The history department hosted an event entitled “How did we get here? Historians on Roe v. Wade” last night.
The event, which was widely attended by students, filling Adams 208, consisted of a panel of five professors: Associate Professor of History and Chair of the History Department David Hecht, Professor of History Patrick Rael, Associate Professor of History Meghan Roberts, Associate Professor of History and Asian Studies Rachel Sturman and Associate Professor of History and Asian Studies Sakura Christmas.
The group engaged in a discussion with the Bowdoin community about the Dobbs v. Jackson Women’s Health Organization decision that was handed down in June.
Christmas, who moderated the talk, opened by explaining the history of the Supreme Court’s role in justifying arguments and setting precedent regarding abortion. She highlighted the difference between the usage of history by historians as opposed to the justices’ use of history, especially concerning the Dobbs decision.
“We are very much aware of what parts of the past have gotten left out of that history that the [justices] are choosing to rely on. By looking at those facets of the past that have been either overlooked or deliberately ignored, that perhaps could help us reimagine a different kind of future,” she said.
Roberts, who specializes in the history of science and medicine as well as women and gender, gave background on the history of abortion in pre-modern Europe. The context of abortion spans centuries, she explained, and while abortion has been made illegal in certain states, the broader history is more nuanced.
“Abortion actually was not illegal for much of European history—that’s really a nineteenth century development. You’re not going to see a lot of people in early modern Europe who are pro-choice in the same way that someone might be today, but it is absolutely understood to be a practice that would have been understandable in many situations,” Roberts said.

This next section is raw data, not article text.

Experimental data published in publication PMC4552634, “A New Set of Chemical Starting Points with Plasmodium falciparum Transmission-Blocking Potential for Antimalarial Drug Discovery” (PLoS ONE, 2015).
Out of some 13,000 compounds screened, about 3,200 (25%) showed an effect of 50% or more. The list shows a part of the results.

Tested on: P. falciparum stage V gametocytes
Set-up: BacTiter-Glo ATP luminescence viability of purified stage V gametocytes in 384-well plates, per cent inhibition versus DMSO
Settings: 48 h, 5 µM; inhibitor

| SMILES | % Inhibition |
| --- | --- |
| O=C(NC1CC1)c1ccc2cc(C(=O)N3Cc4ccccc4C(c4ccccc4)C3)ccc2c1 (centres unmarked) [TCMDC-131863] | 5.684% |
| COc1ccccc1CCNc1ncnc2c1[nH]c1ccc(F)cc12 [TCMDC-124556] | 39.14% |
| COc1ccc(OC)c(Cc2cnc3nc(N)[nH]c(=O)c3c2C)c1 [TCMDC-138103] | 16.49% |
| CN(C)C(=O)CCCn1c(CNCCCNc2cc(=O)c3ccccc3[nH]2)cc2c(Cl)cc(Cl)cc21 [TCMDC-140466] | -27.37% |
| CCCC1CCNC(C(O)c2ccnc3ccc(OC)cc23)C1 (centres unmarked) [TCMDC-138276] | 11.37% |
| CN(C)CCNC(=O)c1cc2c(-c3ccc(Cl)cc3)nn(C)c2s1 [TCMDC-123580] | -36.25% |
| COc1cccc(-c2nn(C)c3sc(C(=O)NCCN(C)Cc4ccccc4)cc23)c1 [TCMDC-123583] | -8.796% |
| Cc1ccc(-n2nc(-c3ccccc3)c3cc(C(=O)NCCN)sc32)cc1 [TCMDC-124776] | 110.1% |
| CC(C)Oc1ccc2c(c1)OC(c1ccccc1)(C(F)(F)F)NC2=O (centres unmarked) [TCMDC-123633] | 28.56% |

Roberts also answered a question about medical migration, or the practice of moving from one region to another in search of medical practices. She detailed its past and its potential current implications.
“[The idea of] a very restrictive state that you need to move from in order to access health care, that’s a more modern problem,” Roberts said. “When people talk about, ‘Oh, we’re going back to the Middle Ages, we’re going back to the pre-modern era,’ in fact, it’s worse than going back to the Middle Ages, because the Middle Ages had nothing like the prison complex that we have today.”
Rael explained the way that the justices utilized history in the Dobbs decision. He highlighted Justice Samuel Alito’s view on the Fourteenth Amendment in his majority opinion and how his view could play a role in other cases that could potentially overrule other historic decisions, including Griswold v. Connecticut and Obergefell v. Hodges.
The panel is part of a larger, intermittent series held by the history department that responds to and attempts to conceptualize current events as they happen.
“We’ve done one on the yellow vest protests in France, and then we did one online during the pandemic—that would have been fall 2020—about the 1619 Project. So this particular panel doesn’t necessarily come out of the blue, per se. We’ve done others before,” Christmas explained.
Closing out the talk, Roberts discussed next steps in the national debate over abortion rights.
“In many other contexts—both temporally and geographically—political activism looks like a lot of things. So if this is a situation that you want to get out of, I would encourage you to think creatively and collectively about how to do that, and to not restrict [your activism] just to the voting box.”